Claims made about drowned toddler

TRAGIC toddler Emily Wilkinson was spotted alone at a Christmas carol service in the months before her death, it has been revealed.A meeting set up to scrutinise the events that led up to the death of 22-month-old girl heard how residents in Great Bradley, near Haverhill, had seen the youngster walking around the village unaccompanied by an adult on numerous occasions.

By Danielle Nuttall

TRAGIC toddler Emily Wilkinson was spotted alone at a Christmas carol service in the months before her death, it has been revealed.

A meeting set up to scrutinise the events that led up to the death of 22-month-old girl heard how residents in Great Bradley, near Haverhill, had seen the youngster walking around the village unaccompanied by an adult on numerous occasions.

The information was revealed to Suffolk County Council's caring and protecting scrutiny committee yesterday by Clare councillor Leslie Warmington.


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Mr Warmington said he had learnt of the various sightings by members of the community after the youngster's death but said it was only anecdotal evidence.

He said: "The child had been seen walking around the area on many occasions. At a carol singing expedition in the village at Christmas all the local children were there with parents. Emily was there on her own with no supervision at all."

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Emily drowned in a pond in her grandmother's garden in Great Bradley in February 2003 and her parents, Richard and Karen Wilkinson, who had allowed her to wander off, were subsequently jailed for her manslaughter and a string of child cruelty convictions.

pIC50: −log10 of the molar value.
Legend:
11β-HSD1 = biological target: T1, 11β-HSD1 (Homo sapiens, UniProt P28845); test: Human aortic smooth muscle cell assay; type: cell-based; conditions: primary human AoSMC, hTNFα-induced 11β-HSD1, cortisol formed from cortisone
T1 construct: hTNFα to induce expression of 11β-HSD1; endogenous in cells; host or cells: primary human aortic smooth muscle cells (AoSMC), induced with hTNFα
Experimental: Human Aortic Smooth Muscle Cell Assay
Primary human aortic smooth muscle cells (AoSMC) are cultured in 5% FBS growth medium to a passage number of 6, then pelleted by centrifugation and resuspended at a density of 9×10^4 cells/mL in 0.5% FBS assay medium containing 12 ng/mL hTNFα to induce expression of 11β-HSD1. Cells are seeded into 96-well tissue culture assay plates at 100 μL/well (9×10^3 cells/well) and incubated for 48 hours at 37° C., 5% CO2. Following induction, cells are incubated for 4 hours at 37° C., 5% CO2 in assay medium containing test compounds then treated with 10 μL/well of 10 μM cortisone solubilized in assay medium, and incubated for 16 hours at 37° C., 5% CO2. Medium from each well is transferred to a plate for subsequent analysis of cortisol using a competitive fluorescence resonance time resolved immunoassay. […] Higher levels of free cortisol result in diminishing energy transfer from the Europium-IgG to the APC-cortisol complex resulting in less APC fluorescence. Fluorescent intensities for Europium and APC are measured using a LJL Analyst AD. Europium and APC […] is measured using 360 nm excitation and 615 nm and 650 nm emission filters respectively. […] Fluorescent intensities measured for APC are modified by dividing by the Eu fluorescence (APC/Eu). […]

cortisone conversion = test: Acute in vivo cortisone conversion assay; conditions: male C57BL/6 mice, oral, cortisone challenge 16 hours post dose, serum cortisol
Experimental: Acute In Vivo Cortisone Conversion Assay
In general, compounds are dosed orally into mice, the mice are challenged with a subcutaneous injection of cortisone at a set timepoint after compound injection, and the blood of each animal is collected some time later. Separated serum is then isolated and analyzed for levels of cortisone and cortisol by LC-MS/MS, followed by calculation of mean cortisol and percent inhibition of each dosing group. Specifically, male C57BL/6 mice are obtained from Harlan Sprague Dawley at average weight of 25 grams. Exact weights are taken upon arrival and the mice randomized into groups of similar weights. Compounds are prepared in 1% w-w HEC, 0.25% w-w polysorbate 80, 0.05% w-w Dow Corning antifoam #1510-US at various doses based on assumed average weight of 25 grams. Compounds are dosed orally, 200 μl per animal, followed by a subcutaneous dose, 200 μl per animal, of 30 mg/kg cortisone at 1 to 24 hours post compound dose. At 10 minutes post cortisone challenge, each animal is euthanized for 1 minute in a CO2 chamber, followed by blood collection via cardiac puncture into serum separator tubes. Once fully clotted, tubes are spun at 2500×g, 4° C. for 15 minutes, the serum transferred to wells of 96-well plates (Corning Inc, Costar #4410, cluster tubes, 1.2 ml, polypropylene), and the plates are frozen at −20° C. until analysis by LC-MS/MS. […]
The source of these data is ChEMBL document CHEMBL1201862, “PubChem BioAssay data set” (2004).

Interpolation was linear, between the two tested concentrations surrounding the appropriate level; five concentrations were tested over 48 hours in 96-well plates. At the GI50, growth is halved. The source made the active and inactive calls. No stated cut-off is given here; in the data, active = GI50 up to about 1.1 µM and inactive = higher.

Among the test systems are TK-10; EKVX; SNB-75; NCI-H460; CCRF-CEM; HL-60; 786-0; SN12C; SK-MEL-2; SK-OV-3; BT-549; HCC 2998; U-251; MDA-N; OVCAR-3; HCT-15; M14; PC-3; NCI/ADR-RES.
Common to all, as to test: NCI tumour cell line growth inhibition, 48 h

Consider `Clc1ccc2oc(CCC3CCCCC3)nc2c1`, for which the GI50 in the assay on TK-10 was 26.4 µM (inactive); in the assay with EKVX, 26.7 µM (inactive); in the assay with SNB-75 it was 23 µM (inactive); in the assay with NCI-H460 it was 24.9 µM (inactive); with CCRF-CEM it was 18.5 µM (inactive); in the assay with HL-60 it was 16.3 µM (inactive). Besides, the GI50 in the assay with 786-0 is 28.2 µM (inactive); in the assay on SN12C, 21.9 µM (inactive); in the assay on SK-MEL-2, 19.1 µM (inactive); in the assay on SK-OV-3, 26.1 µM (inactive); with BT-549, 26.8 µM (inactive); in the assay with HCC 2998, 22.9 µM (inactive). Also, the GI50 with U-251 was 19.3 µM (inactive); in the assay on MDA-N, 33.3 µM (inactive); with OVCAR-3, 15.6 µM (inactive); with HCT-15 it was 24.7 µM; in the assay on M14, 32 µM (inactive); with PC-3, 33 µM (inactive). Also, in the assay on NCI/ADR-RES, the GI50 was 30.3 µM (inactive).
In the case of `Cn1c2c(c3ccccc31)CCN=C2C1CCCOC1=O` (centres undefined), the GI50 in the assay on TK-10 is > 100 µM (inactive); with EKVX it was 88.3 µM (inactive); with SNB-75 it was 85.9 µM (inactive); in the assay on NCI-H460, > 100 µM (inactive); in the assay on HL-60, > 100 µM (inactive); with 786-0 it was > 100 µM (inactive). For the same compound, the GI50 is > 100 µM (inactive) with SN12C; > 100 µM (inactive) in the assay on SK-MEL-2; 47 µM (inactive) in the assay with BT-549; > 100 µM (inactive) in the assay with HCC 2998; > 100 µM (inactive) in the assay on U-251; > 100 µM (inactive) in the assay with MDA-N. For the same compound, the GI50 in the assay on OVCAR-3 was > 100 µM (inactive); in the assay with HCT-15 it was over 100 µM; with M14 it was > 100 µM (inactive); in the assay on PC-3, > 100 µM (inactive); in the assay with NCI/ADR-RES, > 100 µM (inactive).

After a damaging report showed that a catalogue of social service failures had preceded Emily's death, the scrutiny committee was asked to discuss the case history at yesterday's meeting.

Cllr Patricia O'Brien said it seemed as if too much emphasis had been placed on the parents of Emily rather than the child herself.

She said: "Throughout this report what comes across really is they were looking at the sensitivities of the parents. They were regarding them. At the end of the day it's the children that need the protection."

The report into Emily's death showed that although she had been the victim of serious neglect and a lack of communication between social services in Cambridgeshire, where she had previously lived, and their Suffolk counterparts, the case not to be given the priority it deserved.

Cllr Bob Tostevin told the meeting it was as if the 'jigsaw just fell apart'.

He added: "It's terrifying when you can see something like this happening just because someone has moved beyond a border.

"There is an aspect in this that doesn't get addressed. This child drowned."

Cliff James, head of safeguarding and quality assurance for children at the council, told councillors a lot of work had been undertaken since Emily's death including the recruitment of highly-qualified staff.

He said: "One of the key aspects is children moving into the county from other authorities and I want to reassure this committee that considerable steps have been taken in terms of receiving information, contacting neighbouring authorities whenever a child moves into an authority whenever there have been issues identified.

"We do now regularly liase with neighbouring authorities. It doesn't matter where the child comes from the same process is adopted.

"We are investing a lot in terms of the development of this service. We are engaging with parents to deal with often very complex problems about the relationship between their children and making sure their needs are met.

"I am pleased to say we have been in a position to recruit highly-qualified managers to take on these roles."

Cllr Mary Crane asked whether the personal judgement of those involved with Emily's case had been right.

Responding to the question, John Gregg, head of children's services, said: "It's very easy to see with hindsight all of the information because it's available in a comprehensive report. In terms of the actual investigation, we were left with no doubt these people involved were acting in good faith.

"They were responding appropriately in going out and making visits. This is an area where it is incredibly difficult to make judgements in some cases.

"At the time Emily Wilkinson lived in Suffolk there were issues and there were obviously concerns – all of those were responded to. While we feel looking back we could have done more with the benefit of all the information available at the time, we were satisfied those involved were working appropriately given the information available to them."

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